A review of more than 170,000 supermassive black holes, by means of NASA's Wide-field Infrared Survey Explorer (WISE), has astronomers retracing a decades-old theory about the changing looks of these mysterious interstellar entities. The unified theory of energetic, supermassive black holes, first established in the late 1970s and it was generated to describe why black holes look totally different even though they are similar in nature. Some seem to be masked in dust, while others are uncovered and easy to see.
|Image Credit: NASA/JPL-Caltech|
The unified model replies this question by suggesting that every black hole is encircled by a dusty, doughnut-shaped arrangement called a torus. Depending on how these "doughnuts" are made in space, the black holes will take on many looks. For instance, if the doughnut is located so that we see it edge-on, the black hole is hidden from view. If the doughnut is detected from above or below, the black hole is noticeably visible. New WISE results do not verify this theory. The scientists found indication that something other than a doughnut arrangement may regulate whether a black hole is observable or hidden. The team has not yet resolute what this may be, but the results propose the unified, or doughnut, model does not have all the answers we seek.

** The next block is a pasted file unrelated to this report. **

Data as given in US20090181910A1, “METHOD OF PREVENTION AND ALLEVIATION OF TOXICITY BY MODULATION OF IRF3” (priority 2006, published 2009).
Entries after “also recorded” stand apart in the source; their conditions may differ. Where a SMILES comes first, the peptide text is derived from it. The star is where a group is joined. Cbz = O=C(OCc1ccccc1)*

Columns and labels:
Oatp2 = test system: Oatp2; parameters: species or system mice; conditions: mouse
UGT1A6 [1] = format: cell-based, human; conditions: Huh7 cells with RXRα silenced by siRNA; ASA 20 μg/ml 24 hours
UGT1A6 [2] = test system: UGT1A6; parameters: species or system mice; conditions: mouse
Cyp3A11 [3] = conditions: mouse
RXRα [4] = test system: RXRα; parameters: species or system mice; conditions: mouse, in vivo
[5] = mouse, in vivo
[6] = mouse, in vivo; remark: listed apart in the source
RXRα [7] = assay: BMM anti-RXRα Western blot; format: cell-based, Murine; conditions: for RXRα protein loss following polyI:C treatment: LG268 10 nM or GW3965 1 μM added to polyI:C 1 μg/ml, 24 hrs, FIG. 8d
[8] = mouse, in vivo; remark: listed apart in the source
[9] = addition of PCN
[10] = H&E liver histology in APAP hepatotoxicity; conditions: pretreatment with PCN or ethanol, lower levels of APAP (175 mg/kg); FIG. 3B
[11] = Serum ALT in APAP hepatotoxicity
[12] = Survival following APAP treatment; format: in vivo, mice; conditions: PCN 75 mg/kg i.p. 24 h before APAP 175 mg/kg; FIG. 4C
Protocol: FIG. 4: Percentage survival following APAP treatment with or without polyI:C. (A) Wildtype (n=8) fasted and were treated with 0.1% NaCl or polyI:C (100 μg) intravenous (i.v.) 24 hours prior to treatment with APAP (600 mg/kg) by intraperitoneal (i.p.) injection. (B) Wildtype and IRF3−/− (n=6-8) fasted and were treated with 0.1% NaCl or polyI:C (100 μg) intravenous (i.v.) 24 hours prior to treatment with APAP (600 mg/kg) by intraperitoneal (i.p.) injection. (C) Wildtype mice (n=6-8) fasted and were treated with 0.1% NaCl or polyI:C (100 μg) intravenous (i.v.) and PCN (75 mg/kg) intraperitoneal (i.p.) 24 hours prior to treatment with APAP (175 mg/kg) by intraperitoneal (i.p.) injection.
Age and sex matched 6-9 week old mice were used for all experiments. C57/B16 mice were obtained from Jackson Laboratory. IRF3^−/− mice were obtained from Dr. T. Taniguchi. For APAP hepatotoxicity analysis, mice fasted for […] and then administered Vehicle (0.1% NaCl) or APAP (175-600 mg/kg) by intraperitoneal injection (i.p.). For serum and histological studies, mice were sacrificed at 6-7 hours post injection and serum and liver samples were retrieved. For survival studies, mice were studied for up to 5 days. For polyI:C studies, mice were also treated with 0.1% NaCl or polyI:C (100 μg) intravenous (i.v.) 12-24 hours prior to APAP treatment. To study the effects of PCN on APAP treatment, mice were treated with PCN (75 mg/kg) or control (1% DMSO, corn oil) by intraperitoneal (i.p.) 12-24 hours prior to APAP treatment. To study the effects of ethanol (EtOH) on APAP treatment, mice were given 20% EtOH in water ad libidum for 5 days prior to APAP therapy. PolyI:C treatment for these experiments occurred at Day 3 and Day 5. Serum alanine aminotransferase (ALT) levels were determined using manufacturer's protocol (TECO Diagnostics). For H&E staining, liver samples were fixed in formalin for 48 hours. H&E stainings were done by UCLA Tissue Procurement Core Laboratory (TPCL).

Lin Yan of NASA's Infrared Processing and Analysis Center (IPAC), constructed at the California Institute of Technology in Pasadena said "Our finding revealed a new feature about active black holes we never knew before, yet the details remain a mystery. We hope our work will inspire future studies to better understand these fascinating objects."
More Info At: arxiv.org/abs/1309.2277
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